I felt that this letter was very appropriate in view of our debate about neighbours having a degree of tolerance for what went on at special events. But the matter goes wider than that. Clause 2(4) gives environmental health officers great discretion as to whether or not to serve a notice. They would have the right to take into account that it was New Year's Eve, a special town celebration, or something that might cause them to view the event differently. If they adopt the provisions of the Bill they have power to investigate the noise. Having investigated it, they have discretion to say that because it is, say, a 21st birthday party, others should perhaps be willing to accept it. I believe that that point is already covered.

I pay tribute to the Chartered Institute of Environmental Health. I believe that that body already does a marvellous job in controlling nuisance and dealing with many other matters. This Bill will help that body in providing powers to make an objective assessment. Instead of having to prove nuisance there will be an objective measurement. While the noble Lord, Lord Elliott, raises some interesting points, I believe that they are already adequately covered. I shall read what has been said on this matter and perhaps discuss it with him further, but I hope he feels that he can withdraw his amendment.

Baroness Hamwee: I hope that I do not sound like a killjoy when I say that I do not believe that the Committee should place too much reliance on a local authority looking kindly on a special occasion. No doubt it will happen. However, it would be wrong if it happened too often without consistency. I can envisage occasions when complaints may be made, even to the extent of an application for judicial review, on the basis that a local authority has distinguished inappropriately between, say, New Year's Eve celebrations and celebrations by minority ethnic groups, or groups with particular religious cultural backgrounds, who celebrate on different days of the year. It may be alleged that the local authority distinguishes between 18 year-olds and 50 year-olds and so on. As a neighbour, one may be

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charmed by an eloquent letter such as the one read out by the noble Baroness--which is a very good way of stopping somebody from complaining--but the noise emanating from events such as those can still be disturbing.

Baroness Gardner of Parkes: This amendment is also technically defective. Another difficulty is that it is not clear from the amendment whether the same hours will apply in all the different parts of the local authority or whether there can be a variable six hours in each different part of the same local authority. There is a risk that this may cause confusion.

Lord Lucas: I have little to add to what my noble friend Lady Gardner has just said, except to say that the intention behind the amendment appears to give local authorities extra flexibility. We feel that they already have that flexibility; indeed, rather more and better flexibility in their ability to control and issue guidance to their officers in enforcing the Bill. As the noble Baroness, Lady Hamwee, said, that guidance will have to take into account different religious festivals, local festivals and the way in which people's private parties should be treated. That appears to us to give local authorities a great deal of flexibility in enforcing the Bill, and the flexibility accorded by this amendment would be much greater.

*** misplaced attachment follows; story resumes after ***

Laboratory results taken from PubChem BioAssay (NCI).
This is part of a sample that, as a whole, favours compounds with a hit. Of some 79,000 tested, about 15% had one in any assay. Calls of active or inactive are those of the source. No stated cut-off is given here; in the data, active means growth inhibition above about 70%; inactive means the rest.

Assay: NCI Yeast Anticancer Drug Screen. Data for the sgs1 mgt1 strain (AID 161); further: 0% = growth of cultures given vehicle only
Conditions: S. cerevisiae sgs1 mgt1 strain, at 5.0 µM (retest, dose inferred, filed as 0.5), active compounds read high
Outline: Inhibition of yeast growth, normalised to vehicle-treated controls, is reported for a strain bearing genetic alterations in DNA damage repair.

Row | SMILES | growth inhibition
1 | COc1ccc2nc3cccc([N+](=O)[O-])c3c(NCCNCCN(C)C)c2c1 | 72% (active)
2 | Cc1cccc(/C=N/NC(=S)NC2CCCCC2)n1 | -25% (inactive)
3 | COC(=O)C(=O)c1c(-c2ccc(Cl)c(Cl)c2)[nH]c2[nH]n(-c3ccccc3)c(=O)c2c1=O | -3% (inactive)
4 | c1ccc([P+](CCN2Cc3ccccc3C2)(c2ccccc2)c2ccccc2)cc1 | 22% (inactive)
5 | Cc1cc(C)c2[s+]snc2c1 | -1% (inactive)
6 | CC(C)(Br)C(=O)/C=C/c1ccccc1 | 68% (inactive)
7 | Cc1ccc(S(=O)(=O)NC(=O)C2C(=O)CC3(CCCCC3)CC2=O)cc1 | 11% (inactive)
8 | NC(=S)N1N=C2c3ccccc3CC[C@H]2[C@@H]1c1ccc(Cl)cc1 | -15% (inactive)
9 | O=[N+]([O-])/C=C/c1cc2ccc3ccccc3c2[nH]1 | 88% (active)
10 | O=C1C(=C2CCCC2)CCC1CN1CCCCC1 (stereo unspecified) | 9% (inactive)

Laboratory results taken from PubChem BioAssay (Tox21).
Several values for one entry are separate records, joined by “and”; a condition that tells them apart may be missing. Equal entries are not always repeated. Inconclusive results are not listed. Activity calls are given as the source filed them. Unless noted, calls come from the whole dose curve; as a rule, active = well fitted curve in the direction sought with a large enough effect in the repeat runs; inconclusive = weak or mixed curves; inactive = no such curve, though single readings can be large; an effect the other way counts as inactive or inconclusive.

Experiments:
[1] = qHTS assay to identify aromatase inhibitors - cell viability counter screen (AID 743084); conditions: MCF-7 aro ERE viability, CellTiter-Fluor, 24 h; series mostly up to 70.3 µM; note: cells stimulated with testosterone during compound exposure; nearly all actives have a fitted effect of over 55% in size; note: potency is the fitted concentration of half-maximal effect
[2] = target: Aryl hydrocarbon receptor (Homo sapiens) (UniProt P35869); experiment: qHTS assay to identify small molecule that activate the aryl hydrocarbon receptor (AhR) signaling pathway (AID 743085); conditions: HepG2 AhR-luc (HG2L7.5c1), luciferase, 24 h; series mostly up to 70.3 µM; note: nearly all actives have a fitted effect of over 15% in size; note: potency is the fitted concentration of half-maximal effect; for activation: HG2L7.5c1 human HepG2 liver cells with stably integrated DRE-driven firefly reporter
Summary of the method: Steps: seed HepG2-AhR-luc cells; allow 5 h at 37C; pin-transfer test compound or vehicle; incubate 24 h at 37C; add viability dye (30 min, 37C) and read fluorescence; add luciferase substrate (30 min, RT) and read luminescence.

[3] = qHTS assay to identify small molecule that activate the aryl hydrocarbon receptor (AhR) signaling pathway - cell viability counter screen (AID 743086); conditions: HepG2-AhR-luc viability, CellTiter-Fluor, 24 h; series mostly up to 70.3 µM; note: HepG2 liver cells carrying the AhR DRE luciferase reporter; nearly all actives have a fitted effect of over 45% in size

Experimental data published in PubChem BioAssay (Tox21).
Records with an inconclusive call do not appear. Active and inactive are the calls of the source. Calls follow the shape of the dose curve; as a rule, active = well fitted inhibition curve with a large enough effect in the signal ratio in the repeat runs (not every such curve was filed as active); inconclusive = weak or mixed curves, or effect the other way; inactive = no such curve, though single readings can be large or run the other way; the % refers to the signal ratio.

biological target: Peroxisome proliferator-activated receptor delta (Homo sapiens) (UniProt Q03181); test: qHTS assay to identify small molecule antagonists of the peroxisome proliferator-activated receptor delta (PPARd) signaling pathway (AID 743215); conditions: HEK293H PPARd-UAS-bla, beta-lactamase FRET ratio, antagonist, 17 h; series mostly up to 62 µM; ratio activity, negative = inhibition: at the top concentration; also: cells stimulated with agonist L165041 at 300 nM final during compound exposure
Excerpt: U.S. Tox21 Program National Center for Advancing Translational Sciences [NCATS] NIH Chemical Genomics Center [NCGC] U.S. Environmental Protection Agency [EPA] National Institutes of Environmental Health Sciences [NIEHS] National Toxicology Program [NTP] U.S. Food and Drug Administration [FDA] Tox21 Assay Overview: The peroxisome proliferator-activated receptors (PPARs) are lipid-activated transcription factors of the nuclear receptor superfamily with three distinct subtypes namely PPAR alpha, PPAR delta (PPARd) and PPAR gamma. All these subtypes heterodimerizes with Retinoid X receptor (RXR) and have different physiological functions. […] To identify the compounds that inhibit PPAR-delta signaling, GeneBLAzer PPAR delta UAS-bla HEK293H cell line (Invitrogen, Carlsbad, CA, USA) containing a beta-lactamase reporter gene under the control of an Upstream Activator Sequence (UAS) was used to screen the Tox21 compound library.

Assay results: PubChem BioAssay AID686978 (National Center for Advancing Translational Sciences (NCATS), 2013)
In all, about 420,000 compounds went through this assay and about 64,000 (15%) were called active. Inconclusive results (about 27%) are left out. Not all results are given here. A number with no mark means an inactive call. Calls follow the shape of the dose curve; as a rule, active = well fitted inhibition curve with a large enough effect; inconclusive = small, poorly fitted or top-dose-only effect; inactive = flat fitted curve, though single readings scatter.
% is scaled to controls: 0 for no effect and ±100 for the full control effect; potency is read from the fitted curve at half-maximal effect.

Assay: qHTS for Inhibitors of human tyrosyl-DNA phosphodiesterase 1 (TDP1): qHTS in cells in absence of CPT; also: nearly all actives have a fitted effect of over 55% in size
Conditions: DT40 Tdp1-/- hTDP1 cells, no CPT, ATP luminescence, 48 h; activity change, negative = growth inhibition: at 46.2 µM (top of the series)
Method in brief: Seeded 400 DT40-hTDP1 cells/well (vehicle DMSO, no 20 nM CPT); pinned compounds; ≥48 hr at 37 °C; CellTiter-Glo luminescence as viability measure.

Lord Elliott of Morpeth: I am grateful to my noble friend Lady Gardner and the noble Baroness, Lady Hamwee. I thank my noble friend for his response to the amendment. The amendment is intended to give greater flexibility, which some of us do not believe to be adequate at the moment. In view of what the noble Lord said, and in the hope that with the review ahead all contributions during the course of the Committee stage will be noted, I beg leave to withdraw the amendment.

Amendment, by leave, withdrawn.

Baroness Hamwee moved Amendment No. 8:

Page 2, line 18, at end insert ("on such day or days of the week in such month or months of the year as the local authority shall have resolved.").

The noble Baroness said: I beg to move Amendment No. 8 which provides that for the purposes of the Bill night hours are to apply on the day or days of the week and in the month or months of the year as the local authority resolves. I do not want to repeat the debates that have already taken place. I simply raise, by way of countering the argument, one matter. It has been said that certainty is not only useful but essential; in other words, that residents who are disturbed by noise should know their rights. I do not disagree with that. My amendment would not undermine certainty in each local authority area. However, in practical terms I believe that there is a limit to the importance of certainty. It is most likely that, troubled by a noisy party, a resident will call the local authority and the police but will not say, "Please will you exercise your powers under the Noise Act 1996".

Most local authority residents I know do not talk in quite those terms. Perhaps if the problem continues they

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will understand the particular detail of the Bill and the powers relating to nuisance and so forth which the local authority may have. However, it is not a real argument to say that consistency is required in the workings of the Bill. I beg to move.